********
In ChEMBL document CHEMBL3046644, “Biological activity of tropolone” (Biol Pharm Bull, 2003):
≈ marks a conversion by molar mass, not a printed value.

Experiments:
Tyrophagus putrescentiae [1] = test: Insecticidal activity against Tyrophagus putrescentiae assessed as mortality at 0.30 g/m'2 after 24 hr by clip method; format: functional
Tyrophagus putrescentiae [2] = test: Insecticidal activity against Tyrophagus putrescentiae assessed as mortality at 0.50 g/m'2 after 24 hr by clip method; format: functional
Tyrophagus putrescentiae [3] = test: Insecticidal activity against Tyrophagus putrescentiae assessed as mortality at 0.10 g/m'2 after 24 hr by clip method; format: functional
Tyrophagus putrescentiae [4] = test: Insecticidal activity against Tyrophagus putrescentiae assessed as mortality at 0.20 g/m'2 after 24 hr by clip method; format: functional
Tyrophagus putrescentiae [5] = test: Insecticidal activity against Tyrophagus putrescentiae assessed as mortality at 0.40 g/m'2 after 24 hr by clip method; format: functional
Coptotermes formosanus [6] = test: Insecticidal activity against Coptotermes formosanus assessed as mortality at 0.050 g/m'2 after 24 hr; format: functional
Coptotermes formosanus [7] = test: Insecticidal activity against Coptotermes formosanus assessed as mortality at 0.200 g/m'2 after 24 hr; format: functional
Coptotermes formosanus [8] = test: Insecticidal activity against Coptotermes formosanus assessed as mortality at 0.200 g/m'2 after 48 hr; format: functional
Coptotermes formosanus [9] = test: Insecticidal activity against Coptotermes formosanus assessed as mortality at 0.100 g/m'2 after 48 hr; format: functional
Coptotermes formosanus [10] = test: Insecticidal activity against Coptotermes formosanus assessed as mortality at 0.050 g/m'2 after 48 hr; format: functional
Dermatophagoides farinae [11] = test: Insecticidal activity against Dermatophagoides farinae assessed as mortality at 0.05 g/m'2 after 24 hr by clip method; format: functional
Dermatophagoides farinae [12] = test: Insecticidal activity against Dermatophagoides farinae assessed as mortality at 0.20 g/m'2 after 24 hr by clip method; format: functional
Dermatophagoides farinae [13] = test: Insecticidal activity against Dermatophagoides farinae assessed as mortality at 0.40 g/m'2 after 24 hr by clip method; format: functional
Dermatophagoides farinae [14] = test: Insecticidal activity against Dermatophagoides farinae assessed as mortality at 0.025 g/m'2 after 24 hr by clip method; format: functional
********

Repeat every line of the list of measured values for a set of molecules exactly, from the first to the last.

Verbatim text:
In ChEMBL document CHEMBL3046644, “Biological activity of tropolone” (Biol Pharm Bull, 2003):
≈ marks a conversion by molar mass, not a printed value.

Experiments:
Tyrophagus putrescentiae [1] = test: Insecticidal activity against Tyrophagus putrescentiae assessed as mortality at 0.30 g/m'2 after 24 hr by clip method; format: functional
Tyrophagus putrescentiae [2] = test: Insecticidal activity against Tyrophagus putrescentiae assessed as mortality at 0.50 g/m'2 after 24 hr by clip method; format: functional
Tyrophagus putrescentiae [3] = test: Insecticidal activity against Tyrophagus putrescentiae assessed as mortality at 0.10 g/m'2 after 24 hr by clip method; format: functional
Tyrophagus putrescentiae [4] = test: Insecticidal activity against Tyrophagus putrescentiae assessed as mortality at 0.20 g/m'2 after 24 hr by clip method; format: functional
Tyrophagus putrescentiae [5] = test: Insecticidal activity against Tyrophagus putrescentiae assessed as mortality at 0.40 g/m'2 after 24 hr by clip method; format: functional
Coptotermes formosanus [6] = test: Insecticidal activity against Coptotermes formosanus assessed as mortality at 0.050 g/m'2 after 24 hr; format: functional
Coptotermes formosanus [7] = test: Insecticidal activity against Coptotermes formosanus assessed as mortality at 0.200 g/m'2 after 24 hr; format: functional
Coptotermes formosanus [8] = test: Insecticidal activity against Coptotermes formosanus assessed as mortality at 0.200 g/m'2 after 48 hr; format: functional
Coptotermes formosanus [9] = test: Insecticidal activity against Coptotermes formosanus assessed as mortality at 0.100 g/m'2 after 48 hr; format: functional
Coptotermes formosanus [10] = test: Insecticidal activity against Coptotermes formosanus assessed as mortality at 0.050 g/m'2 after 48 hr; format: functional
Dermatophagoides farinae [11] = test: Insecticidal activity against Dermatophagoides farinae assessed as mortality at 0.05 g/m'2 after 24 hr by clip method; format: functional
Dermatophagoides farinae [12] = test: Insecticidal activity against Dermatophagoides farinae assessed as mortality at 0.20 g/m'2 after 24 hr by clip method; format: functional
Dermatophagoides farinae [13] = test: Insecticidal activity against Dermatophagoides farinae assessed as mortality at 0.40 g/m'2 after 24 hr by clip method; format: functional
Dermatophagoides farinae [14] = test: Insecticidal activity against Dermatophagoides farinae assessed as mortality at 0.025 g/m'2 after 24 hr by clip method; format: functional